The privilege of being children of God includes eternal hope but requires moral purity in the meantime. “See how great a love the Father has bestowed on us, that we would be called children of God; and such we are… everyone who has this hope fixed on Him purifies himself, just as He is pure” (1 John 3.1a, 3). 

That hope is part of our inheritance from our Father. “For all who are being led by the Spirit of God, these are sons of God. For you have not received a spirit of slavery leading to fear again, but you have received a spirit of adoption as sons by which we cry out, ‘Abba! Father!’ The Spirit Himself testifies with our spirit that we are children of God, and if children, heirs also, heirs of God and fellow heirs with Christ, if indeed we suffer with Him so that we may also be glorified with Him” (Romans 8.14-17). 

Finally, to enter this Father-child relationship is a conscious choice each of us must make. It’s by faith that we become his children. “For you are all sons of God through faith in Christ Jesus. For all of you who were baptized into Christ have clothed yourselves with Christ” (Galatians 3.26-27).

Is God your Father?

The End of the Rope

We’ve all been there: at the end of the rope, without hope, and unable to cope.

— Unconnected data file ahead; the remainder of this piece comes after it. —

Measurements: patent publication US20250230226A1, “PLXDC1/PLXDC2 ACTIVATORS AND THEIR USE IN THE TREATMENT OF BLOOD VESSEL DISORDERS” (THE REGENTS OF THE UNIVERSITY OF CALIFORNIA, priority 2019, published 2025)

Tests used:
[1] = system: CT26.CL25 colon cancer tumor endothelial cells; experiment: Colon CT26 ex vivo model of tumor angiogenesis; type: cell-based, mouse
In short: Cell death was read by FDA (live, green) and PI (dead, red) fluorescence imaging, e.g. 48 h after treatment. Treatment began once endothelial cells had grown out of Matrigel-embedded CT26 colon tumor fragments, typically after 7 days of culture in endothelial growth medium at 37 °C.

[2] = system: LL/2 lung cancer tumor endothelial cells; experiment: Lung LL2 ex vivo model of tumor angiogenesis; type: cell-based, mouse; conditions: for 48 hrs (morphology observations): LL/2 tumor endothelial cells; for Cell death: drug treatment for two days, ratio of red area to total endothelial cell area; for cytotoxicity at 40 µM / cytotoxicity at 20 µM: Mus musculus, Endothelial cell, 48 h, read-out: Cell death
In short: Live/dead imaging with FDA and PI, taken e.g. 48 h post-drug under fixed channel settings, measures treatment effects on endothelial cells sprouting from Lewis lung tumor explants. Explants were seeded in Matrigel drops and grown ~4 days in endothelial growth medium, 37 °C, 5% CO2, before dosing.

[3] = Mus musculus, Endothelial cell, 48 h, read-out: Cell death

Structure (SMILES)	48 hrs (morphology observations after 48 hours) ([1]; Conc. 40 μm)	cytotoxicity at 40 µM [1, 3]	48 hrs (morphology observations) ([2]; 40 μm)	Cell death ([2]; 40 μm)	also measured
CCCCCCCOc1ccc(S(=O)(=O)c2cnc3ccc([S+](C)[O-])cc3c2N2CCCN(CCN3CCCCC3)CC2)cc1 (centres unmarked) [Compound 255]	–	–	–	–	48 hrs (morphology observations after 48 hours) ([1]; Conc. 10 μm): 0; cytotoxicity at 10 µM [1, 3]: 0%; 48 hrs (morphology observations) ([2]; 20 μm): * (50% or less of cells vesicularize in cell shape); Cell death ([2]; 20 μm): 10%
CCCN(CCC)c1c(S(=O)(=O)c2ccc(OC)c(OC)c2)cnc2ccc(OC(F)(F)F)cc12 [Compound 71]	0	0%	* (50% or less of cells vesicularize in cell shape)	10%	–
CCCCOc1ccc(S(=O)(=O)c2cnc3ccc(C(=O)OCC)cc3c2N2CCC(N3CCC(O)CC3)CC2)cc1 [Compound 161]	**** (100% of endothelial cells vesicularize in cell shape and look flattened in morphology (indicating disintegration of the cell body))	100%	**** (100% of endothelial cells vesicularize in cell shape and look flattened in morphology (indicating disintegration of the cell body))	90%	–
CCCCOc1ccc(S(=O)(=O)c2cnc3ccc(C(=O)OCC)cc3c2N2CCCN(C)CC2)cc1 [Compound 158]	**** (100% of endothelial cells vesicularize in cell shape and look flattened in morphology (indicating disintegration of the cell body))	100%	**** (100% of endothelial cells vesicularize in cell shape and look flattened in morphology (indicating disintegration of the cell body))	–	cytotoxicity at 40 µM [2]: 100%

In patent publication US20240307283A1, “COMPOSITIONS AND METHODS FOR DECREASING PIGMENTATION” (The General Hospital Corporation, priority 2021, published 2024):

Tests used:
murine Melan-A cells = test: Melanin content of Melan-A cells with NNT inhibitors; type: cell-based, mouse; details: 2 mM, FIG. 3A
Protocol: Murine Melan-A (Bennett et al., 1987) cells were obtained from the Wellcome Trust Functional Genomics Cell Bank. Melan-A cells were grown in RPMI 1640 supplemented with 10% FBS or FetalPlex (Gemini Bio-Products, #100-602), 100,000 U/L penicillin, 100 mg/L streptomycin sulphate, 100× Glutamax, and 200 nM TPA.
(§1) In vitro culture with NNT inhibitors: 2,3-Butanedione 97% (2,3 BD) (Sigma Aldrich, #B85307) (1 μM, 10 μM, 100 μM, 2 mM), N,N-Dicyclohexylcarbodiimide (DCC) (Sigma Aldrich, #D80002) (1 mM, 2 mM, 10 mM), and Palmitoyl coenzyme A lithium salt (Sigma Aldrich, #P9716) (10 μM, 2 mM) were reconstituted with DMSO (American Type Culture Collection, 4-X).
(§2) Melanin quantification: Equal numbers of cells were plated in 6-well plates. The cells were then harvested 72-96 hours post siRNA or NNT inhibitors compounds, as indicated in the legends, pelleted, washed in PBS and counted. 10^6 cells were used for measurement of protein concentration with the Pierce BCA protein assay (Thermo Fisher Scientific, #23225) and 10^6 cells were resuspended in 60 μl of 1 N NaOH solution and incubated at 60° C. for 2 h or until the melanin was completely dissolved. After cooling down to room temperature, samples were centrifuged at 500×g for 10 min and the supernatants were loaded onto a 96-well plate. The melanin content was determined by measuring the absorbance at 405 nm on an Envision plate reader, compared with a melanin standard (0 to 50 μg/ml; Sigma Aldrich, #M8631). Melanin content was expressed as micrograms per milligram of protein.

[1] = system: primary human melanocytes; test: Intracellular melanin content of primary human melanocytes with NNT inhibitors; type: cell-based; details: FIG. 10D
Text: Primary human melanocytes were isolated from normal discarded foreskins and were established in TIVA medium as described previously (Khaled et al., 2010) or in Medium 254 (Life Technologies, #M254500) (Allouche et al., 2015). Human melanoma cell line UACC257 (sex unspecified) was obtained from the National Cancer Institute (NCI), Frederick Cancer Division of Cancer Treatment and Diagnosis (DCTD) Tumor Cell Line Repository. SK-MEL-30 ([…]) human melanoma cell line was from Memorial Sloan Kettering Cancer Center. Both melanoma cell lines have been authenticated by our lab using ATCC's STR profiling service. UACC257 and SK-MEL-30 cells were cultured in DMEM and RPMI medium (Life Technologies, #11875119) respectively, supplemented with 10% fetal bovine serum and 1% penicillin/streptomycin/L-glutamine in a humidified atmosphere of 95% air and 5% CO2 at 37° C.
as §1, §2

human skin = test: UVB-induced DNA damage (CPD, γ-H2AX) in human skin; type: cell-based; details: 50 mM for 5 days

I recently read a blog suggesting that Christians should never be at the end of their ropes, and if they are it’s only because they’re selfish and stubborn, and they only use God as a last resort. 

My problem with that approach is women and men of faith in the Bible who were at the end of their ropes. Please note that when I say that they were at the end of their ropes, what I mean is that they were in hard places, struggling emotionally and perhaps even spiritually. They weren’t sure what options were available. They weren’t selfish and certainly didn’t look at God as a last resort. In that moment, they just weren’t sure what to do.

In 1 Kings 17 we read about two people who were at the ends of their respective ropes. First, we’re introduced to the prophet Elijah who cursed the land of Israel with a drought because of King Ahab’s sinfulness (v. 1). God sent him to the brook Cherith in the Jordan River valley. There the Lord fed him with a daily provision of bread, meat, and water (v. 2-6). Then the brook ran dry because of the drought (v 7). Foodwise, he was at the end of his rope. 

Meanwhile, 100 miles away in Zarephath, a Phoenician city on the Mediterranean coast, there was a widow with a young son (v. 10-12). They were also affected by the drought and had just enough flour and oil for one last meal. She was at the end of her rope.